Property crowdfunding platform depends much on property cycle

Dr Mahathir says the property crowdfunding mechanism will become an alternative solution to correct the property market situation in the long run


The success of the newly launched property crowdfunding initiative by the government would highly depend on the country’s property cycle, which is projected to be on the uptrend within the next five years.

VPC Alliance (KL) Sdn Bhd MD James Wong said the whole scenario of property crowdfunding would especially succeed if the property market improves within the period.

“There is a guaranteed yield of 5% for the investors if the buyers do not vacate the property after five years, but the 5% will only work if the market is on the uptrend.

“But if the property market drops by 20% after five years, the house buyers who opt for this will tend to lose all the 20%, and there is no way for investors to get the 5% yield,” he told The Malaysian Reserve.

Nevertheless, Wong said there is a strong indication that the property cycle would see an upward trend as a result of the market’s current consolidation, following the downturn that had been observed for the past four years.

The government launched the property crowdfunding initiative early this month as the authority seeks to empower more people to buy homes and reduce the RM22 billion property glut, which could dent the country’s financial system.

It’s like the REIT where anyone who wants to invest can do so…investors just claim ownership to the level they have invested, but the house fully belongs to the buyer, says Dr Mahathir

Prime Minister Tun Dr Mahathir Mohamad said the property crowdfunding mechanism would become an alternative solution to correct the property market situation and push the agenda to build one million affordable houses in the next 10 years

“They can borrow money from banks and the money will be their contribution for the purchase…just 20% of the price of the house, the balance (80%) will be bought by investors.

“It’s also like the REIT (real estate investment trust) where anyone who wants to invest can do so.

“This does not mean the investor will enter the home…they just claim ownership to the level they have invested, but the house fully belongs to the buyer,” he told the media.

Wong said the initiative is a very innovative home-ownership programme that would enable first-time homebuyers who do not qualify for conventional housing loans to occupy the properties for a period of five years without paying rental.

Nevertheless, he said there should be some stringent conditions to be imposed, including the qualifications of both buyers and investors, among others.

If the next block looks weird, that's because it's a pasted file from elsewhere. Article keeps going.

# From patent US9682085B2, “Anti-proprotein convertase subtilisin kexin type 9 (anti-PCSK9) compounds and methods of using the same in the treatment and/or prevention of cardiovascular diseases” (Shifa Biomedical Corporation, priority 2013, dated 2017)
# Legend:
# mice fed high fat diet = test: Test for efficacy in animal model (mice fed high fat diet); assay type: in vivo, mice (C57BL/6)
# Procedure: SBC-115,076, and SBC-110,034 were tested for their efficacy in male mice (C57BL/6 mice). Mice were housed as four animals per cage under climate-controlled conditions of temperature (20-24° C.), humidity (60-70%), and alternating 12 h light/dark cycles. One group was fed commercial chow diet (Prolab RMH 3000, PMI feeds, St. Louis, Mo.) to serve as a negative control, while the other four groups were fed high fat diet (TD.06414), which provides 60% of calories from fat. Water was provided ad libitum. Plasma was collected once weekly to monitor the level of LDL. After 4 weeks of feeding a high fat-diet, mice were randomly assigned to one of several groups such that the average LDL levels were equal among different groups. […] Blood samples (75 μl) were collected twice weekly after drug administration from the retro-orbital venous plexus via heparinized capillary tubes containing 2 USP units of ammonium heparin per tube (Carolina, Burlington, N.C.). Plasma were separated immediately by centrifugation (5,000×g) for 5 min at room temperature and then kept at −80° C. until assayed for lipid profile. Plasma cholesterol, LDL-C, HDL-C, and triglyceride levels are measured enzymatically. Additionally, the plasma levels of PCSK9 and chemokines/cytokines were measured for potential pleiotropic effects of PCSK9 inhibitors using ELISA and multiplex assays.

“Overall, there will be more benefits than drawbacks, and the drawbacks probably can be managed via proper regulations. In addition, the likelihood for it to succeed is much higher than convenient property sales,” he added.

Knight Frank Malaysia Sdn Bhd MD Sarkunan Subramaniam said such an innovative financing to increase the country’s home ownership rate is laudable.

“The availability of property crowdfunding platforms will make property more accessible for first-time homebuyers who may not easily qualify for bank loans.

“However, there is concern that this may fuel overly lenient lending policies, potentially leading to a future subprime situation, a lesson drawn from the US where homebuyers with inadequate financial capacities were able to secure mortgages,” he said.

He added that there is also a need to prevent fund managers who may be tempted to quickly build a portfolio by lending to borrowers with compromised credibility, possibly disrupting the property crowdfunding platform.

Laurelcap Sdn Bhd property valuer Kit Au Yong said while the scheme is a new innovative way of funding the housing buying process, more details on the mechanism are still required with some form of control in place.

“Otherwise, this scheme can be manoeuvred by certain parties into a speculative tool, despite the scheme being initiated with well intentions,” he said.

Au Yong added that the 20% down payment seems a lot, and if buyers cannot afford to buy via conventional financing methods from banks, chances are, they still can’t afford the amount.

He said those who opt for the scheme would also be more likely to be disciplined in settling the payment as they have to stay in the houses that they opt for.

He added that the 20% could also be “financed” by the developers in various forms, including discounts or by pricing the properties slightly higher and label it as “zero down payment”.

“For example, developers can sell a RM100,000 house, priced at RM120,000. Buyers can just sign up with the scheme without even the need to think about the first payment,” Au Yong said.

He said the idea is to build equity for homebuyers by paying rental or those who would like to take up an “option” to purchase the house within the next five years with some form of profit and loss sharing basis.

“Eventually, we might have to leave it to the market to decide the value. Assuming that nothing changes in market forces, the house value might drop back to RM100,000. Thus, the cost of financing still comes from the buyer with a shortfall of RM20,000,” he said.

As such, the scheme may not be suitable for the simple-minded house buyers as they won’t be able to gauge and plan ahead, unlike the conventional financing plans.

“For the more sophisticated buyers, I believe it is just like another investment, knowing that there are possible risks and returns attached with it,” Au Yong added.